Invincible on Amazon Prime Video is a violent but heartfelt superhero show

(Image credit: Amazon Studios)

Amazon Prime Video has been looking to position itself as the go-to streamer for mature comic book adaptations in recent times. The Boys’ critical reception has shown that there’s an audience for this kind of content on subscription services, and building on that success may be key for Amazon if it truly wants to compete with Netflix and Disney Plus.

Based on the works of Robert Kirkman - yep, he of The Walking Dead comics fame - Invincible is the latest graphic novel offering from the streamer. It may differ from The Boys in that it's an animated show, but don’t let that fool you. Amazon’s Invincible is a superb adaptation that simultaneously brings Kirkman’s comics to life while retaining the series’ core ideals that subverted a generation’s expectations of what a comic book could be.

Nailing the narrative 


(Image credit: Amazon Studios)

Invincible tells the story of Mark Grayson (Steven Yeun), a teenager who lives a normal life save for one minor detail - his dad, Nolan Grayson (J.K. Simmons), is Omni-Man, the world’s most powerful superhero. Soon after his 17th birthday, Mark develops powers of his own and, under the pseudonym Invincible, starts his journey to follow in Omni-Man’s footsteps. Under his father’s guidance, Mark begins to master his newfound abilities, and learn what it takes to be a superhero, all while navigating the awkwardness of teenage life.

Like The Boys, Invincible is set on an alternate Earth where superheroes and villains exist. World-ending events are a part of everyday life and, while Invincible’s exploration of the fallout from these regular occurrences isn’t new to the genre, its focus on the aftermath of such battles bestows a humanity on the series’ culpable superpowered beings. It’s a part of the job that Mark initially struggles with, and adds a poignancy to scenes that follow Invincible’s often gratuitously violent fight sequences (more on these later).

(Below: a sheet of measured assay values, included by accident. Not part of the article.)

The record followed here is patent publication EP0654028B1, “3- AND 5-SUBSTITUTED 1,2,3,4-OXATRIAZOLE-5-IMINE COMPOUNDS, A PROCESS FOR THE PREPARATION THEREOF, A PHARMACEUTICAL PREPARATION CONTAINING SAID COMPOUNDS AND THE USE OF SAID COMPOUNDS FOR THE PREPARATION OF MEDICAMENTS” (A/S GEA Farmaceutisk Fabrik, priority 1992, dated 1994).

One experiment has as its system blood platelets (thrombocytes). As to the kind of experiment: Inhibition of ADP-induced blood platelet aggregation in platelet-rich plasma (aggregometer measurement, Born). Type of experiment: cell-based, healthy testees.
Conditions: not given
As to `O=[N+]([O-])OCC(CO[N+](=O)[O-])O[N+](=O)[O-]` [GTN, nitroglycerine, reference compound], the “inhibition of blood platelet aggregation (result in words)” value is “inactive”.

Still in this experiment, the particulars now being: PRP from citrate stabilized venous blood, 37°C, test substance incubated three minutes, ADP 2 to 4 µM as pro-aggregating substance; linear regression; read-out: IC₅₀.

It isn’t long, however, before Mark realizes that his father’s legacy isn’t as heroic as he thought, and it’s here where Invincible is at its strongest storytelling-wise. The show flies through the usual superhero tropes - mastering your powers, dealing with public expectations, and trying to live a normal life - but it's the twists and turns that truly help Invincible to stand out. Most superhero comics, and similarly their TV or movie adaptations, wait a while before unleashing their most shocking moments, but Invincible is not like them. 

No spoilers here, but there’s a moment early on in Amazon’s adaptation that completely confounds expectations of what this series is. It sets the show’s stall out without trying too hard to be different to other superhero stories, and is a welcome change of pace from sitting through multiple episodes of a show while you're waiting for something major to happen.

It does sometimes feels like it’s moving too fast with its early twists though. Invincible’s first episode packs a lot of information, characters, and plot into its 40-minute runtime, and some viewers may feel overwhelmed by all of its details. It’s a balance that the show's writers wrestle with early on, but they seem to iron out this flaw by episode 3. Stick with it through its early pacing problems, and this superhero show starts to pay off.

Of animation and actors 


(Image credit: Amazon Studios)

As for the series’ bloody spectacles, the decision to adapt Invincible as an animated show provides the opportunity to really lean into the comics’ graphic content. We’re not just talking about the odd blood splatter, either. Limb removals, heads being crushed, and broken bones are par for the course and add make the show almost shockingly visceral. If you’ve had the stomach for R-rated movies such as Deadpool and Logan, you’ll enjoy Invincible’s brutality.